“Bill Murray is circling in the air,” a female announcer says, somewhat nonchalantly for such a one-of-a-kind statement. Murray is so high that no one can spot him, but he can see all of us. He’s sort of like God.
Chicago sure knows how to start its annual Air and Water Show: with gratuitous celebrity cameos, like Wilmette-born actor Murray dropping from the sky alongside the Army’s Golden Knights paratroopers and Gary Sinise’s Lt. Dan Band playing the smooth classics. Murray is in a complete 120 mph freefall, his bright yellow jumpsuit slowly coming into focus as his lanky body is strapped to an expert skydiver. The announcer, speaking in front of the background music of Darude’s “Sandstorm,” takes the opportunity to remind us that Murray—one malfunction away from his body hurtling towards the precipice of death—was in “Ghostbusters.”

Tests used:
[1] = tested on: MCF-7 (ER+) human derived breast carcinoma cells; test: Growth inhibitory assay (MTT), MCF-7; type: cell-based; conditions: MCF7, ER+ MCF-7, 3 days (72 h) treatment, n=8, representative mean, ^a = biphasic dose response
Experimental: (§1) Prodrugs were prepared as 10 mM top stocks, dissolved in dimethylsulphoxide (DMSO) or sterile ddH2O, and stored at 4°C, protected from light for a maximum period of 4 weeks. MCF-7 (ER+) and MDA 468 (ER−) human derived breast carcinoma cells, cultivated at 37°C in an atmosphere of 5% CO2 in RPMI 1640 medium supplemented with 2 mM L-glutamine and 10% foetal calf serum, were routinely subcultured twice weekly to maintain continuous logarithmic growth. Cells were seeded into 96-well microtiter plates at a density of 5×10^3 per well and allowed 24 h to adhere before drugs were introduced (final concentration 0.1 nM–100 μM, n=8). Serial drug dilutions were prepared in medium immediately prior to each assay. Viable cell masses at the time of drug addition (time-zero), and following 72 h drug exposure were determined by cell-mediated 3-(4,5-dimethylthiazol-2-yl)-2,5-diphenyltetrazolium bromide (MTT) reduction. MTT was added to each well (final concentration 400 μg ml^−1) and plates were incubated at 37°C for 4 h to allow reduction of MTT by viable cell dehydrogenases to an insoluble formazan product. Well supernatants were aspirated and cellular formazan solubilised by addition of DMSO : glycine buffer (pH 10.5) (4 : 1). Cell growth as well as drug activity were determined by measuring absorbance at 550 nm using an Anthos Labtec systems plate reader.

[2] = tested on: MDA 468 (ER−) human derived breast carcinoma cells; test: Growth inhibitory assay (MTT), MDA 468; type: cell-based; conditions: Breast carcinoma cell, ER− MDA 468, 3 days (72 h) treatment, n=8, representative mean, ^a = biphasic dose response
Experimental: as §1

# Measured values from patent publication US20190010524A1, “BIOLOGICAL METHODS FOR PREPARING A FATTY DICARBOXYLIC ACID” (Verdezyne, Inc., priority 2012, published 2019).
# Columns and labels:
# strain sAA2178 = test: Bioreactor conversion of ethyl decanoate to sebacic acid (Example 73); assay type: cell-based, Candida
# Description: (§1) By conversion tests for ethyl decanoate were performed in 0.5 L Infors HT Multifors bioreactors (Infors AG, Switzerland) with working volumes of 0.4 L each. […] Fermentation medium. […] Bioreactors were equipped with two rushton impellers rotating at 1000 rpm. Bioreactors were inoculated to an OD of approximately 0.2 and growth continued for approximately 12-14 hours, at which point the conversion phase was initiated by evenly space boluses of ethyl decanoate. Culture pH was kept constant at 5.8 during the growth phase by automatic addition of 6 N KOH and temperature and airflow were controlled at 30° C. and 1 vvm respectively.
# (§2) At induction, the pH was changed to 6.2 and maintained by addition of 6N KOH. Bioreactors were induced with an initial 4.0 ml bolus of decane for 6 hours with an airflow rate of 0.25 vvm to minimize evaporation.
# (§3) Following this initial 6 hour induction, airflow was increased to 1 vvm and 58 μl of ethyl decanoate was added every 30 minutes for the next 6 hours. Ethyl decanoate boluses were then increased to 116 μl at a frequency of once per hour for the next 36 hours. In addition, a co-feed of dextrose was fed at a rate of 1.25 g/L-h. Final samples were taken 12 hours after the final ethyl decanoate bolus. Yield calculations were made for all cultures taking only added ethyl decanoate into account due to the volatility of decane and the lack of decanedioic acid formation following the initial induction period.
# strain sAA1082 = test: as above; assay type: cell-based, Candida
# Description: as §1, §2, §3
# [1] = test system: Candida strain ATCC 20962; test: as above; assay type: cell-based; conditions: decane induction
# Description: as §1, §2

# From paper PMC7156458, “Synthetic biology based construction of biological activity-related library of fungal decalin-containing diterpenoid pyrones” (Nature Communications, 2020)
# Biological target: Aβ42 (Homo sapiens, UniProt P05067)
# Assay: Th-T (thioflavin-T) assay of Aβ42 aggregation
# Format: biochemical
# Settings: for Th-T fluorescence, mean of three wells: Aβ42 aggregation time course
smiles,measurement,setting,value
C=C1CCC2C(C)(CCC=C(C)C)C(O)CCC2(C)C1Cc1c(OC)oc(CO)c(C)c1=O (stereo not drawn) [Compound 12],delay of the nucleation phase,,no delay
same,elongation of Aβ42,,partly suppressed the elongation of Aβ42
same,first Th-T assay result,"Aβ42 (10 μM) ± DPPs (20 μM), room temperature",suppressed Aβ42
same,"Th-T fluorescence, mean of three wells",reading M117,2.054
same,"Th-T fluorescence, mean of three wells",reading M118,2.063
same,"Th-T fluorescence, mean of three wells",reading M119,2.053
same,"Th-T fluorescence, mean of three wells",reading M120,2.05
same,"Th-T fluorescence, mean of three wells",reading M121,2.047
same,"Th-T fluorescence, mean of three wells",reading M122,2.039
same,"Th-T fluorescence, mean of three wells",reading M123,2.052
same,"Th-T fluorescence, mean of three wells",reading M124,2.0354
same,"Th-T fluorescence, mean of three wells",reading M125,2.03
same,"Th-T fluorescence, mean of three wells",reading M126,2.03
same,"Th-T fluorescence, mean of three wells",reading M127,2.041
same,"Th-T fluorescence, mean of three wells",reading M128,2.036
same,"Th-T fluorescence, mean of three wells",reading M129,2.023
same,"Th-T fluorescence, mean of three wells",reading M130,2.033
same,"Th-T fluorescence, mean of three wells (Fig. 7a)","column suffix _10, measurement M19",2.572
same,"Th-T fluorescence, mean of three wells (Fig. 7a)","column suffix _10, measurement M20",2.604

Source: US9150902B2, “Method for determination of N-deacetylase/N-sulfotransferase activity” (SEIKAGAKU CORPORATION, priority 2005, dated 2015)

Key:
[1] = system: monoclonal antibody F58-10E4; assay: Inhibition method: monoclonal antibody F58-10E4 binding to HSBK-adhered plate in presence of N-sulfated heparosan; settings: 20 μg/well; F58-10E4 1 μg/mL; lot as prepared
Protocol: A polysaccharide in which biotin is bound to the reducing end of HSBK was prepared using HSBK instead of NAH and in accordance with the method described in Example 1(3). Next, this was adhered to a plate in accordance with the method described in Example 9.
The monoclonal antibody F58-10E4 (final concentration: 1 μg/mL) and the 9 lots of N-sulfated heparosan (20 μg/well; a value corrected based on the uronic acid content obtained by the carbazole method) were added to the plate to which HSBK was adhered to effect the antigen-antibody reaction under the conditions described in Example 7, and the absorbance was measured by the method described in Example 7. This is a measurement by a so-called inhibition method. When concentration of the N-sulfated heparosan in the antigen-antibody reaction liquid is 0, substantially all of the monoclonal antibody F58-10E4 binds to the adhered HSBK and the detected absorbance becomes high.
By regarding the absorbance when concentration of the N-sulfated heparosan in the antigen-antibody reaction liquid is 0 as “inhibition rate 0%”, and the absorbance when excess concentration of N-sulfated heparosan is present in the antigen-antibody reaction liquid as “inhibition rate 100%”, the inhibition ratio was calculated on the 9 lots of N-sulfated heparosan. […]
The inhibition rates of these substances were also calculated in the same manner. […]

But alas, his black and yellow parachute fires correctly, and ol’ Bill is smoothly flying over the crowd, flailing his arms and legs about in triumph. As Murray comes in for soft landing, waving politely to the masses and feigning limpness in his leg, the announcer advises us to look up at the “traffic jam in the sky.” People gasp as the sky is suddenly filled with 10 or so more paratroopers, somersaulting, twisting aimlessly, spraying pink smoke into the air. The crowd seems taken by surprise. Everyone was so fixated on watching the possible untimely death of Peter Venkman that anything short of a nuclear explosion in the middle of the lake would have gone unnoticed. (Andy Seifert)